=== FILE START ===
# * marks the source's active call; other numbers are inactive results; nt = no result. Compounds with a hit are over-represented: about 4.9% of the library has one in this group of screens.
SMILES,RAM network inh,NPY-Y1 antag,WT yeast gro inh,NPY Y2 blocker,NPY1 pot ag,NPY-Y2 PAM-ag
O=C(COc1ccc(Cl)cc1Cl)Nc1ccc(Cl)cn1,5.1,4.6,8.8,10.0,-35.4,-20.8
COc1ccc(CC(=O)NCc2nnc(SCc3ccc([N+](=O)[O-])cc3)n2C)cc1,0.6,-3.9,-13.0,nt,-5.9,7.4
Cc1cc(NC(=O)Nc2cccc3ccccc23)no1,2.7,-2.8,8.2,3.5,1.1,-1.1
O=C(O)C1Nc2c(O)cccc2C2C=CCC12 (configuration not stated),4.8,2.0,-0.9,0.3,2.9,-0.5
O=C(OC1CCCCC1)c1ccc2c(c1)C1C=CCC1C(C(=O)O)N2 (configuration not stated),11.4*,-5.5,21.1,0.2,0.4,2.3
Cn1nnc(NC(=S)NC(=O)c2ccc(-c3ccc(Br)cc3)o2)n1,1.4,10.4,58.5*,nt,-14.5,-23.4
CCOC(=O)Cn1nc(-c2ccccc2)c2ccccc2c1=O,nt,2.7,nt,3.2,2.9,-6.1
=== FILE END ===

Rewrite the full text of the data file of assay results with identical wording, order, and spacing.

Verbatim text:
# * marks the source's active call; other numbers are inactive results; nt = no result. Compounds with a hit are over-represented: about 4.9% of the library has one in this group of screens.
SMILES,RAM network inh,NPY-Y1 antag,WT yeast gro inh,NPY Y2 blocker,NPY1 pot ag,NPY-Y2 PAM-ag
O=C(COc1ccc(Cl)cc1Cl)Nc1ccc(Cl)cn1,5.1,4.6,8.8,10.0,-35.4,-20.8
COc1ccc(CC(=O)NCc2nnc(SCc3ccc([N+](=O)[O-])cc3)n2C)cc1,0.6,-3.9,-13.0,nt,-5.9,7.4
Cc1cc(NC(=O)Nc2cccc3ccccc23)no1,2.7,-2.8,8.2,3.5,1.1,-1.1
O=C(O)C1Nc2c(O)cccc2C2C=CCC12 (configuration not stated),4.8,2.0,-0.9,0.3,2.9,-0.5
O=C(OC1CCCCC1)c1ccc2c(c1)C1C=CCC1C(C(=O)O)N2 (configuration not stated),11.4*,-5.5,21.1,0.2,0.4,2.3
Cn1nnc(NC(=S)NC(=O)c2ccc(-c3ccc(Br)cc3)o2)n1,1.4,10.4,58.5*,nt,-14.5,-23.4
CCOC(=O)Cn1nc(-c2ccccc2)c2ccccc2c1=O,nt,2.7,nt,3.2,2.9,-6.1